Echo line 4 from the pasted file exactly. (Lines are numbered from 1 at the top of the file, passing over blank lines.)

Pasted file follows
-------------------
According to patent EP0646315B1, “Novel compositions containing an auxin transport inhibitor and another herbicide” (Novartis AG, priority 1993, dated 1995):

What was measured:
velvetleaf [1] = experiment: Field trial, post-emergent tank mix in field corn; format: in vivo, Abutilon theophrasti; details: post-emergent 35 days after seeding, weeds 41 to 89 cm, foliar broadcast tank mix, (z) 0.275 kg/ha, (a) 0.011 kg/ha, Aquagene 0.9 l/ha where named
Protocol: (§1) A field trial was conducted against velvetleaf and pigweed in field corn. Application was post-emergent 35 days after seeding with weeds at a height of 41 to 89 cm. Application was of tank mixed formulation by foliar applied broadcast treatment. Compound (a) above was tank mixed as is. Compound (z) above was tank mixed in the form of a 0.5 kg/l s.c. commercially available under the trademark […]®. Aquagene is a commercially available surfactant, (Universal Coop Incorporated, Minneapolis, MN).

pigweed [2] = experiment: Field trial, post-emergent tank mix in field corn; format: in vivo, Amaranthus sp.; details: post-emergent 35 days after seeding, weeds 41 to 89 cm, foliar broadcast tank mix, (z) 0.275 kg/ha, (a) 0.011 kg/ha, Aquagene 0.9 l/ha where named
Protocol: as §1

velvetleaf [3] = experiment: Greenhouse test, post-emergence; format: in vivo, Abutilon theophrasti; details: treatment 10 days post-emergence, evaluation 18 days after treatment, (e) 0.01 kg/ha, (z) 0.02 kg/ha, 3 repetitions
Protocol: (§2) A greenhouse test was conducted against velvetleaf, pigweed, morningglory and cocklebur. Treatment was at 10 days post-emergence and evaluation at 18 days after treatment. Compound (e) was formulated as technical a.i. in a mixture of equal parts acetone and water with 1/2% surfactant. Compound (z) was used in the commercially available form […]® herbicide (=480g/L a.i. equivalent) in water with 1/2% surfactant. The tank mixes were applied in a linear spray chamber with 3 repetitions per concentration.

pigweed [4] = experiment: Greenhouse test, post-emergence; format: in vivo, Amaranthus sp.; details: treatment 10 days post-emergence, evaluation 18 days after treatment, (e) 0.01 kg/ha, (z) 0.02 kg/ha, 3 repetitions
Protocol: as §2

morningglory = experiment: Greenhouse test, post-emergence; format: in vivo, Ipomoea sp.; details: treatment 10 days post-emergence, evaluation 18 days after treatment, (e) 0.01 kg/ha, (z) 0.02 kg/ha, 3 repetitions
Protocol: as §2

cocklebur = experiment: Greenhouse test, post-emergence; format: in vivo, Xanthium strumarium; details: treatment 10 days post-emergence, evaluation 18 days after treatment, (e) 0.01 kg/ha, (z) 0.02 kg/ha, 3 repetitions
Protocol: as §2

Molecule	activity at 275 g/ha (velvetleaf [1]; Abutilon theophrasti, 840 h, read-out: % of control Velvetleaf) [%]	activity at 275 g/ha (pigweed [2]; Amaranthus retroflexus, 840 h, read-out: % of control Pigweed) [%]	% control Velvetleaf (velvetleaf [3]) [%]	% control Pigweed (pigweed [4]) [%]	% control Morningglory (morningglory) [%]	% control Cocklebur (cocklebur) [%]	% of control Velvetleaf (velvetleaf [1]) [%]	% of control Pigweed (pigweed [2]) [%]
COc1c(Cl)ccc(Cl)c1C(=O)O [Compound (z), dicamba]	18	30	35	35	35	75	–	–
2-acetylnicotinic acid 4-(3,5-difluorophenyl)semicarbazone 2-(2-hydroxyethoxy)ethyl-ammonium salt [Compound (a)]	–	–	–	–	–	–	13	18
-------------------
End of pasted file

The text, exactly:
Protocol: (§1) A field trial was conducted against velvetleaf and pigweed in field corn. Application was post-emergent 35 days after seeding with weeds at a height of 41 to 89 cm. Application was of tank mixed formulation by foliar applied broadcast treatment. Compound (a) above was tank mixed as is. Compound (z) above was tank mixed in the form of a 0.5 kg/l s.c. commercially available under the trademark […]®. Aquagene is a commercially available surfactant, (Universal Coop Incorporated, Minneapolis, MN).